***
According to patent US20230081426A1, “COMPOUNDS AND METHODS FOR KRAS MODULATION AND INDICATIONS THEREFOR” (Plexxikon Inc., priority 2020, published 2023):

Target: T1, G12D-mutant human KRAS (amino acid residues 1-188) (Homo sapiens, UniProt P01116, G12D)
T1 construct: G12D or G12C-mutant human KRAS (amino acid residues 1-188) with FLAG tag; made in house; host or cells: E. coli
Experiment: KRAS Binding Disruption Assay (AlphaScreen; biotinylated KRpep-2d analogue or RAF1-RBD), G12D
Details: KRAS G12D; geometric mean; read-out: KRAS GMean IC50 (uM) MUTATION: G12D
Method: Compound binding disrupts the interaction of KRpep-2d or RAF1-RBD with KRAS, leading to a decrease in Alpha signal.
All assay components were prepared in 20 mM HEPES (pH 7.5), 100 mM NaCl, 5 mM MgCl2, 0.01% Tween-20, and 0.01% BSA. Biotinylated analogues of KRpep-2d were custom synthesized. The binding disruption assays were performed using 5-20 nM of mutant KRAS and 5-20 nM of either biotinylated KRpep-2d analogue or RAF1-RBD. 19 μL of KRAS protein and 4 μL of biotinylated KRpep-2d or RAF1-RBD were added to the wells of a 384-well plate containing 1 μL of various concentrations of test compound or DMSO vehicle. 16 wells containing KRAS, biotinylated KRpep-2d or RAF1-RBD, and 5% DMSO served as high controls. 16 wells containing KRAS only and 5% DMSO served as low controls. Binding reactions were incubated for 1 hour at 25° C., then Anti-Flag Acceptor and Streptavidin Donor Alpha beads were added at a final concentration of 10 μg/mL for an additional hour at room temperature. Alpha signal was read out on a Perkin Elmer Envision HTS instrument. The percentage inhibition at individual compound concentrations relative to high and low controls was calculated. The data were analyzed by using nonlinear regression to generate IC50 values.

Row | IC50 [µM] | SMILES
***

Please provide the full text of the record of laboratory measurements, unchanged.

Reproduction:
According to patent US20230081426A1, “COMPOUNDS AND METHODS FOR KRAS MODULATION AND INDICATIONS THEREFOR” (Plexxikon Inc., priority 2020, published 2023):

Target: T1, G12D-mutant human KRAS (amino acid residues 1-188) (Homo sapiens, UniProt P01116, G12D)
T1 construct: G12D or G12C-mutant human KRAS (amino acid residues 1-188) with FLAG tag; made in house; host or cells: E. coli
Experiment: KRAS Binding Disruption Assay (AlphaScreen; biotinylated KRpep-2d analogue or RAF1-RBD), G12D
Details: KRAS G12D; geometric mean; read-out: KRAS GMean IC50 (uM) MUTATION: G12D
Method: Compound binding disrupts the interaction of KRpep-2d or RAF1-RBD with KRAS, leading to a decrease in Alpha signal.
All assay components were prepared in 20 mM HEPES (pH 7.5), 100 mM NaCl, 5 mM MgCl2, 0.01% Tween-20, and 0.01% BSA. Biotinylated analogues of KRpep-2d were custom synthesized. The binding disruption assays were performed using 5-20 nM of mutant KRAS and 5-20 nM of either biotinylated KRpep-2d analogue or RAF1-RBD. 19 μL of KRAS protein and 4 μL of biotinylated KRpep-2d or RAF1-RBD were added to the wells of a 384-well plate containing 1 μL of various concentrations of test compound or DMSO vehicle. 16 wells containing KRAS, biotinylated KRpep-2d or RAF1-RBD, and 5% DMSO served as high controls. 16 wells containing KRAS only and 5% DMSO served as low controls. Binding reactions were incubated for 1 hour at 25° C., then Anti-Flag Acceptor and Streptavidin Donor Alpha beads were added at a final concentration of 10 μg/mL for an additional hour at room temperature. Alpha signal was read out on a Perkin Elmer Envision HTS instrument. The percentage inhibition at individual compound concentrations relative to high and low controls was calculated. The data were analyzed by using nonlinear regression to generate IC50 values.

Row | IC50 [µM] | SMILES